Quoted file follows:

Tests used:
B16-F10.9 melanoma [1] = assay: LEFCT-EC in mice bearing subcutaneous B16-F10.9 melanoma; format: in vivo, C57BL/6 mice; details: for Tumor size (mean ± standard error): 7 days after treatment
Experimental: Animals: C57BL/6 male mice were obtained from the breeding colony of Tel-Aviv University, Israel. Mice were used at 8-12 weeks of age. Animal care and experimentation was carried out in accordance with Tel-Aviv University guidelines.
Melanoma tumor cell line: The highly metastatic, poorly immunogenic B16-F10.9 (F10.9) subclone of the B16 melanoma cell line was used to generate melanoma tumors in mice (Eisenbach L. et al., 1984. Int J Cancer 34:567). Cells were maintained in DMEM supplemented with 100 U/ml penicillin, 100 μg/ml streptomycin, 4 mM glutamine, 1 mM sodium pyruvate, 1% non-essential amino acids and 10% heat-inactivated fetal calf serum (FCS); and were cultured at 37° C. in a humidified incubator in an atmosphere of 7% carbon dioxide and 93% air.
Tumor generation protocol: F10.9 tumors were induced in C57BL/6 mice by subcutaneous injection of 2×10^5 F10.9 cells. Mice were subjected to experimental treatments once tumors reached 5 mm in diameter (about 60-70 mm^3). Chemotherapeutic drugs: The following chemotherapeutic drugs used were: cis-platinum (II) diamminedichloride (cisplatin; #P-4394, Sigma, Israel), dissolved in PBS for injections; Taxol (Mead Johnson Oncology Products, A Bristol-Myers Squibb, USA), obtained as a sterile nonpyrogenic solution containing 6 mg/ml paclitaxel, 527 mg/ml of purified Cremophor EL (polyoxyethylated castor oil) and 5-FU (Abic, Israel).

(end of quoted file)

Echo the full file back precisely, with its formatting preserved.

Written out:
Tests used:
B16-F10.9 melanoma [1] = assay: LEFCT-EC in mice bearing subcutaneous B16-F10.9 melanoma; format: in vivo, C57BL/6 mice; details: for Tumor size (mean ± standard error): 7 days after treatment
Experimental: Animals: C57BL/6 male mice were obtained from the breeding colony of Tel-Aviv University, Israel. Mice were used at 8-12 weeks of age. Animal care and experimentation was carried out in accordance with Tel-Aviv University guidelines.
Melanoma tumor cell line: The highly metastatic, poorly immunogenic B16-F10.9 (F10.9) subclone of the B16 melanoma cell line was used to generate melanoma tumors in mice (Eisenbach L. et al., 1984. Int J Cancer 34:567). Cells were maintained in DMEM supplemented with 100 U/ml penicillin, 100 μg/ml streptomycin, 4 mM glutamine, 1 mM sodium pyruvate, 1% non-essential amino acids and 10% heat-inactivated fetal calf serum (FCS); and were cultured at 37° C. in a humidified incubator in an atmosphere of 7% carbon dioxide and 93% air.
Tumor generation protocol: F10.9 tumors were induced in C57BL/6 mice by subcutaneous injection of 2×10^5 F10.9 cells. Mice were subjected to experimental treatments once tumors reached 5 mm in diameter (about 60-70 mm^3). Chemotherapeutic drugs: The following chemotherapeutic drugs used were: cis-platinum (II) diamminedichloride (cisplatin; #P-4394, Sigma, Israel), dissolved in PBS for injections; Taxol (Mead Johnson Oncology Products, A Bristol-Myers Squibb, USA), obtained as a sterile nonpyrogenic solution containing 6 mg/ml paclitaxel, 527 mg/ml of purified Cremophor EL (polyoxyethylated castor oil) and 5-FU (Abic, Israel).